As seems to be the trend with amendments to Chapter 720, Florida Statutes, which governs residential homeowners’ associations, the 2013 legislation increases regulation by the Division of Florida Condominiums, Timeshares and Mobile Homes (the “Division”) of residential homeowners’ associations. Specifically, the association manager, management firm, or the association is now required to submit a report to the Division by November 22, 2013. (Note that this new law does not apply to condominium associations which are governed by Chapter 718, Florida Statutes). The report is a continuing obligation of every Association until the report is made to the Division, although there are no remedies provided if the report is not made.
Contents of the Report
The required report is to include the Association’s:
- Legal name
- Federal employer identification number
- Mailing and physical address
- Total number of parcels
- Total amount of revenues and expenses from the Association’s annual budget.
For Associations still under the control of the developer, the report is also required to include the developer’s:
- Legal name
- Mailing address
- Total number of parcels owned on the date of reporting.
The Department of Business and Professional Regulations (the “Department”) is required to create a registration system via a website to provide for the reporting requirements and is also required to prepare an annual report of the data to present to the Governor, President of the Senate and Speaker of the House of Representatives by December 1 of each year. The Division’s website indicates that the website portal is currently being worked on and is required to be in place by October 1, 2013. Check for updates at: http://www.myfloridalicense.com/dbpr/lsc/index.html.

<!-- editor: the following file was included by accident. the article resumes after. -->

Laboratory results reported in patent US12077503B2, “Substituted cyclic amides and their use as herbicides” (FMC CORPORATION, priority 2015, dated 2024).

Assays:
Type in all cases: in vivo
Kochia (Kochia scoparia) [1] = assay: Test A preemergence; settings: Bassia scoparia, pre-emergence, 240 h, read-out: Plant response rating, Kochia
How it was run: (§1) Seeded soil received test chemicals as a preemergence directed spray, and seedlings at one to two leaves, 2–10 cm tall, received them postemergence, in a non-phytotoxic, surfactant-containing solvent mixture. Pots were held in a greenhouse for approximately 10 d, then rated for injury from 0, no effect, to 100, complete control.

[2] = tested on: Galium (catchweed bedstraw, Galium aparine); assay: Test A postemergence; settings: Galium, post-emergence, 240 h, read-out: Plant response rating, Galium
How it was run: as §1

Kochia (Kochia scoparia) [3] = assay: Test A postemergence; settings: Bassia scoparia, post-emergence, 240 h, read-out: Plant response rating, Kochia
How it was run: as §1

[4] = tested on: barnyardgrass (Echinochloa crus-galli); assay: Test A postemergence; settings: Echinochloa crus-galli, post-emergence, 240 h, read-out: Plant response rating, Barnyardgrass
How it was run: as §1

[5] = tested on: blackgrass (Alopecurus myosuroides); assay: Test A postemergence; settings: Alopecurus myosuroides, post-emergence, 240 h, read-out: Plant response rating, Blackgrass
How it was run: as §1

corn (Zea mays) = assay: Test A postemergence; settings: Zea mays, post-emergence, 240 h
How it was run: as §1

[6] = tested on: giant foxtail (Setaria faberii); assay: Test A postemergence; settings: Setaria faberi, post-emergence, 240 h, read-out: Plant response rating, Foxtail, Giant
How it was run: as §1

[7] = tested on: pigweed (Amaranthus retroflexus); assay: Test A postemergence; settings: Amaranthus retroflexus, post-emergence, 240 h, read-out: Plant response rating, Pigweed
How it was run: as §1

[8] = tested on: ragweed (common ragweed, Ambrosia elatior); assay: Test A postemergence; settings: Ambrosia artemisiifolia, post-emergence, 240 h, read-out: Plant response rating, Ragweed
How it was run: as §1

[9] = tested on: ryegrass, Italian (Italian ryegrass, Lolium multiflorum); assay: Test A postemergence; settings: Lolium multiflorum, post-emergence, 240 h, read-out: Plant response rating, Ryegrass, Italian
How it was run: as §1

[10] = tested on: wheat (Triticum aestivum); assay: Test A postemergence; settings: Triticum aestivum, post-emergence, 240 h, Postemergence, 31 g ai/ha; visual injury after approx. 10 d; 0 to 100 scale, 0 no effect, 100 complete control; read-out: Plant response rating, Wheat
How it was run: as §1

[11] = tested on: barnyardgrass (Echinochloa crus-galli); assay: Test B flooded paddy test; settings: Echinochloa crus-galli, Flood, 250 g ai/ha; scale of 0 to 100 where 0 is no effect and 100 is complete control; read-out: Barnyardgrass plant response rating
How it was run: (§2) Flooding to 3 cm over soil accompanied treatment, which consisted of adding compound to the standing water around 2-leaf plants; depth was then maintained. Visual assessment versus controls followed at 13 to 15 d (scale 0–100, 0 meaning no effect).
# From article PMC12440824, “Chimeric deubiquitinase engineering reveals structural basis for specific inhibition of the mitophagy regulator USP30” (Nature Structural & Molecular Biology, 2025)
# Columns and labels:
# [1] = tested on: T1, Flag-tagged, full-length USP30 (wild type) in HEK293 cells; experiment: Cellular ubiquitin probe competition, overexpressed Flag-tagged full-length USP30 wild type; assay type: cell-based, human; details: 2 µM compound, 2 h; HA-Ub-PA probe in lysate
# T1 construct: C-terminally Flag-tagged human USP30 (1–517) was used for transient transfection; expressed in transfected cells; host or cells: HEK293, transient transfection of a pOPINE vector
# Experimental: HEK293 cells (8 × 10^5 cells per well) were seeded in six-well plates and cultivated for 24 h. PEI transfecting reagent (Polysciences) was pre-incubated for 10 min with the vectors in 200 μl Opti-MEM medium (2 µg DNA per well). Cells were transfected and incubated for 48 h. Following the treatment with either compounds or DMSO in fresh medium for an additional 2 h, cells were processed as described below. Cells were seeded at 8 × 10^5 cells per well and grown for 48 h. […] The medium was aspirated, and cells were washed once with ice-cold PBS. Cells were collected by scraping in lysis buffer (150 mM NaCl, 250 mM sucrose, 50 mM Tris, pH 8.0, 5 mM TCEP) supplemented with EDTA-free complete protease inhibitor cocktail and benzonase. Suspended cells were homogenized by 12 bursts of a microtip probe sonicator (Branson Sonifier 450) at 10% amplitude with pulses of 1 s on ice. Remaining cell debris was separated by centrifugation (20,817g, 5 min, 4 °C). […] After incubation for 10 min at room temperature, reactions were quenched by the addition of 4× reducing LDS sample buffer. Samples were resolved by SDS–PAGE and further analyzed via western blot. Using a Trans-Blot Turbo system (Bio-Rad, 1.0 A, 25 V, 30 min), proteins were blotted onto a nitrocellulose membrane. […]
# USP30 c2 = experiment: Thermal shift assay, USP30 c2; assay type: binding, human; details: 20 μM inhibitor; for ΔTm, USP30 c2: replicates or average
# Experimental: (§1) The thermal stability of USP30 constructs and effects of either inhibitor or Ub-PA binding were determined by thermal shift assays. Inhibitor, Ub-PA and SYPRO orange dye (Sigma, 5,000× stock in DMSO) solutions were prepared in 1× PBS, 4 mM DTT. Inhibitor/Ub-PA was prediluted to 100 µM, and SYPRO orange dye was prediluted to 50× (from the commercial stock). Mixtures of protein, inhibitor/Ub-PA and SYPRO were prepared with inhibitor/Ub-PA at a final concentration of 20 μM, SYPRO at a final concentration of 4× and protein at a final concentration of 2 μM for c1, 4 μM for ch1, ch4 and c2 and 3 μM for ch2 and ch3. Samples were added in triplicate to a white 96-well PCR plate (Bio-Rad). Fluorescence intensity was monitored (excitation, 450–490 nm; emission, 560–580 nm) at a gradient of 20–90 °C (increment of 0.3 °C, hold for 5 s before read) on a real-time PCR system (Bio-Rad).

This new section is set to expire July 1, 2016 unless reenacted by the Legislature.
Purpose of the Report
The staff analysis of the bill enacting these provisions indicates that the report is a one time requirement in order to assess the number and variety of homeowners associations in the state. Interestingly, the staff analysis also recognizes that, unlike condominiums and cooperatives, no state agency has direct oversight of homeowners’ associations, although the Division does administer the mandatory binding arbitration program for certain election disputes. Section 720.302(2), Florida Statutes, expresses the Legislature’s recognition that it is not in the best interest of homeowners’ associations or the individual association members to create or impose a bureau or other agency of state government to regulate the affairs of homeowners’ associations. Nevertheless, it appears that a shift in this policy may be coming as the report requirement may indicate further increases in the Division’s regulatory authority over homeowners’ associations is on the horizon.
We will provide a summary of additional legislative amendments affecting homeowners’ associations in future articles. However, in the meantime, community association managers should also be aware that violating any provisions of Florida Statutes Chapter 720 (Homeowners’ Associations), Chapter 718 (Condominium Act) or Chapter 719 (Cooperative Act) during the course of performing community association management now expressly constitutes grounds for disciplinary actions by the Department.